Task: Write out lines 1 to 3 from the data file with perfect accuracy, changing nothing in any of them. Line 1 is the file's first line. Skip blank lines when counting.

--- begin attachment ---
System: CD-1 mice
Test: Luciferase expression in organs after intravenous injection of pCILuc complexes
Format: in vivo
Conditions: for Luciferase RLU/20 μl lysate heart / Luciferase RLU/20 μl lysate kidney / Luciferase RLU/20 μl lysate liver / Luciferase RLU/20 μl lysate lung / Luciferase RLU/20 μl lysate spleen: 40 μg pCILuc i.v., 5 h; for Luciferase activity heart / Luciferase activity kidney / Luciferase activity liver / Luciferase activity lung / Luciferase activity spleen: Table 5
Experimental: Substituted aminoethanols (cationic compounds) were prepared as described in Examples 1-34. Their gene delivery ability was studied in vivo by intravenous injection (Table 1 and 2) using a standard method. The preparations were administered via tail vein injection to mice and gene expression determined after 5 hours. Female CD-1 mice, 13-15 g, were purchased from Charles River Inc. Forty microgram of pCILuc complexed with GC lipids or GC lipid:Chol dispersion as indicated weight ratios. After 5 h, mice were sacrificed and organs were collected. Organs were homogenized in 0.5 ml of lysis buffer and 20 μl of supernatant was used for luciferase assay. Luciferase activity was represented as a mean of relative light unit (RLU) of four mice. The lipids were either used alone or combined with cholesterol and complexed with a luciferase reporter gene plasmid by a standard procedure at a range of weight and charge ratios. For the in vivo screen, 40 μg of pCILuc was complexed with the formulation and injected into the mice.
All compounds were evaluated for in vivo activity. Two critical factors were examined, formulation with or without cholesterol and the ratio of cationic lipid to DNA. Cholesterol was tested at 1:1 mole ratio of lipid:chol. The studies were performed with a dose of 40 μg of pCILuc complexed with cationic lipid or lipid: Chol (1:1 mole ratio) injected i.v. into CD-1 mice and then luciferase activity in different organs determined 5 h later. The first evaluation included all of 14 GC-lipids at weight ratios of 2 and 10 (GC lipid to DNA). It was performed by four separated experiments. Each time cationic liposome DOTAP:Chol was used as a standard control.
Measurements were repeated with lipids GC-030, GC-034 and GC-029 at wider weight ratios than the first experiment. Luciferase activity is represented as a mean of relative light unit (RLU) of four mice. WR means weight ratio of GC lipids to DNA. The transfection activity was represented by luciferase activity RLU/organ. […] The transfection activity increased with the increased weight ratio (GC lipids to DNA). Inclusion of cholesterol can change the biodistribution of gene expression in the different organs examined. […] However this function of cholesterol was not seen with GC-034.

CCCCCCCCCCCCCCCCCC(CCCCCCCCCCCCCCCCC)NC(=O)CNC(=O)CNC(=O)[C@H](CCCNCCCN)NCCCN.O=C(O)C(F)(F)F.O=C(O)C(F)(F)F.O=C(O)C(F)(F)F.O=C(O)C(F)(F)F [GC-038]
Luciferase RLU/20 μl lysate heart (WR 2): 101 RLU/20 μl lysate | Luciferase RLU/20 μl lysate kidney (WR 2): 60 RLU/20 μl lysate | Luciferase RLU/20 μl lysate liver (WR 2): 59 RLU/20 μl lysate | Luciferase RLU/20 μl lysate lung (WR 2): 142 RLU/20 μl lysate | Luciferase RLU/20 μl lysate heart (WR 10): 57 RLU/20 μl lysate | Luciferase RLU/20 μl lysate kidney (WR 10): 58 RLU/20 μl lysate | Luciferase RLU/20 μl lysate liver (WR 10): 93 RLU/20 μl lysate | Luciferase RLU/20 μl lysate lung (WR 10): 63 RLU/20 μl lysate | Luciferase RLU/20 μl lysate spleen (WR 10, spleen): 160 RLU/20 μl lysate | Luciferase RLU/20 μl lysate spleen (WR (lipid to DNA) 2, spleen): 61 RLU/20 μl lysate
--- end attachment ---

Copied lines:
System: CD-1 mice
Test: Luciferase expression in organs after intravenous injection of pCILuc complexes
Format: in vivo